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This chapter is from the book

2.8. Canonical class structure

A typical, complete class definition, even one for a simple elementary data type, consists of several pages of dense code. The maintenance programmer needs to find items of interest quickly and reliably. Therefore, most organizations’ standards for C++ or Java classes specify a preferred sequence.

Fashions change. In the early days of C++, class definitions typically began with the private data members. Today, however, many programmers place the data members last, beginning the class with the public interface (the constructors, accessors, overloaded operators, and so on). This recent practice caters less to the maintenance programmer than to the client programmer (user) who has to consult source code in the absence of usage documentation.

Actually, it makes very little practical difference. Each organization or project team should choose a preferred sequence and stick to it for the sake of consistency. Regardless of your own preference on this minor issue, you should be willing to follow the standards of the group you’re working with at the time. Where there’s a compelling reason to depart from the sequence your group expects, explain it in brief commentary.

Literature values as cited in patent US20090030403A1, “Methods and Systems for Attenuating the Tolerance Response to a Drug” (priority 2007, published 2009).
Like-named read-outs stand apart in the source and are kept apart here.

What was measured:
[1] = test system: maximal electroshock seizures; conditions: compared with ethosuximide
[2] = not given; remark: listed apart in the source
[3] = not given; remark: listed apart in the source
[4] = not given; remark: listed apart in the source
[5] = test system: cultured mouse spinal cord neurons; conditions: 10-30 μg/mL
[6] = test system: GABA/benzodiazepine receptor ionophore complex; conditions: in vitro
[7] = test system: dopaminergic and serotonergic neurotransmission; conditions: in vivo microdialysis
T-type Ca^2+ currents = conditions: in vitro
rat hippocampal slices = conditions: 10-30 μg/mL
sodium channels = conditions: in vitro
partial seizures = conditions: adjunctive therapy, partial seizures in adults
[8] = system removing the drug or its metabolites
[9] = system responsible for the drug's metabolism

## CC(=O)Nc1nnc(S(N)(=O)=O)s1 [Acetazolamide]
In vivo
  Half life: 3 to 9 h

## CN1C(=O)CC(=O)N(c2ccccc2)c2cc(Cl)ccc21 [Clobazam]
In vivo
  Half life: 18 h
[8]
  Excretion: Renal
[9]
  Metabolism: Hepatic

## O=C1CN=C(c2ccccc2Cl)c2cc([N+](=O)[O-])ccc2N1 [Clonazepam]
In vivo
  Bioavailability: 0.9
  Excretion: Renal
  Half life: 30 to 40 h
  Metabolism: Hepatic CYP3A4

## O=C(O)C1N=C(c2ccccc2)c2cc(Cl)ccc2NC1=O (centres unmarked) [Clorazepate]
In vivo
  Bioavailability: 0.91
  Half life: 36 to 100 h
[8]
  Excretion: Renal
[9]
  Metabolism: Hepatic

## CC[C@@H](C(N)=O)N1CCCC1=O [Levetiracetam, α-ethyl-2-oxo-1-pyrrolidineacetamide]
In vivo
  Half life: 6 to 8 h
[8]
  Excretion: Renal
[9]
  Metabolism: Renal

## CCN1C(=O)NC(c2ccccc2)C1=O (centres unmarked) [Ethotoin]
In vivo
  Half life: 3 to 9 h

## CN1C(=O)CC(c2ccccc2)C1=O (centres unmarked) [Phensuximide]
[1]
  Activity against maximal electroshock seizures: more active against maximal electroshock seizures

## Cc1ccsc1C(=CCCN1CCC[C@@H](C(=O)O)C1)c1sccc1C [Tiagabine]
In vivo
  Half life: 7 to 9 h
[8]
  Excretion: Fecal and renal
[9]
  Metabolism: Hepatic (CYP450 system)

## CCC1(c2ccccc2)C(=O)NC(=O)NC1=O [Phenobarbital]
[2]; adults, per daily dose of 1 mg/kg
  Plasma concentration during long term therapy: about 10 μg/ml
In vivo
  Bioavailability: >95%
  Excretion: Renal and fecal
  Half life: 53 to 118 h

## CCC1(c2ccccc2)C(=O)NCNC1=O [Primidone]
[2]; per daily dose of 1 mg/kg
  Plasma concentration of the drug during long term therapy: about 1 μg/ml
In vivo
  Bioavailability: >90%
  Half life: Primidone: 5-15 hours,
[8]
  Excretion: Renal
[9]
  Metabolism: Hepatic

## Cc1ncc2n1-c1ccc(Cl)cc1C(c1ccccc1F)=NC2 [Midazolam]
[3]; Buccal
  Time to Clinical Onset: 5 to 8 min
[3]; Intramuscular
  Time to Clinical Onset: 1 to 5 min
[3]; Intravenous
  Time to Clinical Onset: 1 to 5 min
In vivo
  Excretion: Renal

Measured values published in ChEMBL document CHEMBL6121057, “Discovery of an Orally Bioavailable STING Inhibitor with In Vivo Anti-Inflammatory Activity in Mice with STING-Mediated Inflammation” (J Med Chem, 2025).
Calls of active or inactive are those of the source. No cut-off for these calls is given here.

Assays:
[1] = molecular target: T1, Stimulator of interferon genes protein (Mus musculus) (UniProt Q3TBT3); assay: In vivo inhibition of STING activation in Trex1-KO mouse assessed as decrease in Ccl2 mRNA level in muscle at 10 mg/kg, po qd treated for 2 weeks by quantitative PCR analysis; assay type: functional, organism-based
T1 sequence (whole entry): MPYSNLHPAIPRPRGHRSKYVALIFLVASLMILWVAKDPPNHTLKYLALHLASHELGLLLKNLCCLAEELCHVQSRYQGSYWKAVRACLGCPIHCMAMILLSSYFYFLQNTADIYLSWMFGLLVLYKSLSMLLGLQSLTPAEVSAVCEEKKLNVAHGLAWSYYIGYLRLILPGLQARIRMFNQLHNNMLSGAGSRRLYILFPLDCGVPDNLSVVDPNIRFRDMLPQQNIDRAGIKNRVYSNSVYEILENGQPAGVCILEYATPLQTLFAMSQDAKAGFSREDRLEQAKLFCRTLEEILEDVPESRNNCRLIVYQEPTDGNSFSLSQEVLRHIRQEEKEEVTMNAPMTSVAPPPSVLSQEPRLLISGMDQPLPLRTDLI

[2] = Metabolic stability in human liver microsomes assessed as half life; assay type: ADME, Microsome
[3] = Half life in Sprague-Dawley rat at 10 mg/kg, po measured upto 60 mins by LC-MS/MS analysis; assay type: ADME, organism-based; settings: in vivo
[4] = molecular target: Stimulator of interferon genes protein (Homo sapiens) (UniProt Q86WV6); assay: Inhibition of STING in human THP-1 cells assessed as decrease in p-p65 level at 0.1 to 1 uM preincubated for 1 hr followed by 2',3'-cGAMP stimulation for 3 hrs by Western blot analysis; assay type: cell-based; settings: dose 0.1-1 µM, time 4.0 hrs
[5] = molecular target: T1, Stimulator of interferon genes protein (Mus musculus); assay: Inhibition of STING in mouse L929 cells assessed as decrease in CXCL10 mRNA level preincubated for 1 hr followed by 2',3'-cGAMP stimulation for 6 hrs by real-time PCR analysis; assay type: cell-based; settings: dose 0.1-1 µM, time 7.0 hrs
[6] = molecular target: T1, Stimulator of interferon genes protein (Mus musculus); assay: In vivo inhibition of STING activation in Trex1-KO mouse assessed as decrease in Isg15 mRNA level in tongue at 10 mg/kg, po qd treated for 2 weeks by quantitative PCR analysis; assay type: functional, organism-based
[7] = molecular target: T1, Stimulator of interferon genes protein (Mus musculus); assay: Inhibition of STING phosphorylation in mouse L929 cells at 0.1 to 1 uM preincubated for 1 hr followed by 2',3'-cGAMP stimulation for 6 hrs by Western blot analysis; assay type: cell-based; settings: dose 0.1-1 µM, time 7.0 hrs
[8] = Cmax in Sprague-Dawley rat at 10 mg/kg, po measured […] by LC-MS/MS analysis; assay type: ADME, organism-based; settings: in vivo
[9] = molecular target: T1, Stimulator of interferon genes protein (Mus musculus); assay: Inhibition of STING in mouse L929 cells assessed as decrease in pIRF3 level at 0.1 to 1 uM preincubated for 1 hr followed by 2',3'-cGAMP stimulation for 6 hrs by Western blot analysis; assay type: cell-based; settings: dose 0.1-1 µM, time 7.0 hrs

The class examples in this book and on the code examples Website adhere to the following sequence:

  1. private data members
  2. constructors
  3. destructor
  4. accessor functions
  5. inverse conversion operator
  6. arithmetic operator functions
  7. relational operator functions
  8. I-O stream operator and external conversion methods

We put static data, static functions, and private methods near any other members to which they’re closely related. Again, if your organization prefers a different sequence, that’s fine. The sequence of class members is not an issue worth discussion.

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